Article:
Location & dates Virtual 4 - 5 Nov 2020
Deadlines Registration closed

EMBL Courses and Conferences during the Coronavirus pandemic

With the onsite programme paused, many of our events are now being offered in virtual formats.


Registration is open as usual for many events, with back-up plans in place to move further courses and conferences online as necessary. Registration fees for any events affected by the COVID-19 disruption are fully refundable.


More information for participants of events at EMBL Heidelberg can be found here.

Kolter

Roberto Kolter
Harvard University, USA

Microbial diversity: How much is there and where is it headed?

Abstract

When compared to plants and animals, the extent of microbial diversity on Earth is much greater (by many orders of magnitude) and, as a consequence, much more difficult to measure accurately. In this lecture, I will outline how we measure microbial diversity and discuss what are the current ideas on the concept and meaning of microbial species. Despite the fact that there is remarkable abundance of microbes and they contain unimaginably large genetic diversity, there are clear indications that in some ecosystems, microbial diversity is declining as a consequence of human activity.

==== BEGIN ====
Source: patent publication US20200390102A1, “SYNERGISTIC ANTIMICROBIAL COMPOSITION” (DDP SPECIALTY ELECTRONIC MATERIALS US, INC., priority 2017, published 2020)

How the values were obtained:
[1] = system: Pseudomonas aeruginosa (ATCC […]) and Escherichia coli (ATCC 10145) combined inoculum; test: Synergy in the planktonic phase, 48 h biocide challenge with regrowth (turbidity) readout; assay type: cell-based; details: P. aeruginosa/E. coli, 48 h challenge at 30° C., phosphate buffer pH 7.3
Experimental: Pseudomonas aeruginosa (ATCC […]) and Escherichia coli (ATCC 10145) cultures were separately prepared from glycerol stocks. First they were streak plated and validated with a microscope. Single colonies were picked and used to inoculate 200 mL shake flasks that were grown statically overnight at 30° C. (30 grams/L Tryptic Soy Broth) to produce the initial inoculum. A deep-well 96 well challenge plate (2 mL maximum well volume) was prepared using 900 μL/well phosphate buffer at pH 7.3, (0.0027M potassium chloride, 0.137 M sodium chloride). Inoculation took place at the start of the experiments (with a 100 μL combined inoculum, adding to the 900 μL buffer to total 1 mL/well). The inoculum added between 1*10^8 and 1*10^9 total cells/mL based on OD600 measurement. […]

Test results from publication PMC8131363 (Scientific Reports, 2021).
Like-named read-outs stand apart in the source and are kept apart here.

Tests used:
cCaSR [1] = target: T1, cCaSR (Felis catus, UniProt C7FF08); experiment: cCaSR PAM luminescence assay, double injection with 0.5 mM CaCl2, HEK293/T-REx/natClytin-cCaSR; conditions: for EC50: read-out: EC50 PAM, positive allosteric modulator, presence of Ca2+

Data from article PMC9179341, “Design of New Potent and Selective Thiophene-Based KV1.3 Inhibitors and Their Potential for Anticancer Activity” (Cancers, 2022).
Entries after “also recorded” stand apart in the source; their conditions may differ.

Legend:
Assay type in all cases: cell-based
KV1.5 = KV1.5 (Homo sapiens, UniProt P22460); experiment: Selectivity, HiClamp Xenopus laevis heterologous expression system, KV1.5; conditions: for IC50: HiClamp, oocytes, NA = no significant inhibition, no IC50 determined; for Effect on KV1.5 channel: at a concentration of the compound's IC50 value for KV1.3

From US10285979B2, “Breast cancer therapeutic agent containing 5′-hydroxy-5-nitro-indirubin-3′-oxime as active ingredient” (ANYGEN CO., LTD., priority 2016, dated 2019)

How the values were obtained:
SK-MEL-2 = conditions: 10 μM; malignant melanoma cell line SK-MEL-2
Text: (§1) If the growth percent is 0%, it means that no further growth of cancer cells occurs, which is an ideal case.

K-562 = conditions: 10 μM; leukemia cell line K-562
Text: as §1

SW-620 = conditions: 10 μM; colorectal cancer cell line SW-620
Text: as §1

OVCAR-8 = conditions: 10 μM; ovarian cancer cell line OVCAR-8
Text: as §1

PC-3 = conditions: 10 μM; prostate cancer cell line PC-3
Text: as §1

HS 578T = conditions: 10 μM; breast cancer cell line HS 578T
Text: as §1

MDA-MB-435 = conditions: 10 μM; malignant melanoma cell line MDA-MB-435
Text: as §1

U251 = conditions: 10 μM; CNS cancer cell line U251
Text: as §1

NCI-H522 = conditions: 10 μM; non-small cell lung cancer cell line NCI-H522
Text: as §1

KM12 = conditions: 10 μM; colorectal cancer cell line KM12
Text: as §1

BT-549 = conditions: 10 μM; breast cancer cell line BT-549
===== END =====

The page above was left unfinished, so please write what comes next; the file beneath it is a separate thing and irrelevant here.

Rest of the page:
Biography

Roberto Kolter is Professor of Microbiology, Emeritus, at Harvard Medical School, where he joined the faculty in 1983. As a graduate student and post-doc he studied basic mechanisms of DNA replication and transcription. At Harvard, he worked on antibiotic synthesis, bacterial starvation physiology, bacterial evolution, bacterial biofilms, and chemical communication in the microbial world. Dr. Kolter continues to be actively involved in science teaching, communication and policy worldwide. In the past he served as President of the American Society for Microbiology (ASM) and as Chair of the ASM Public and Scientific Affairs Board. A native of Guatemala, Dr. Kolter earned his B.S. at Carnegie-Mellon University, his Ph.D. at University of California, San Diego and carried out post-doctoral training at Stanford University.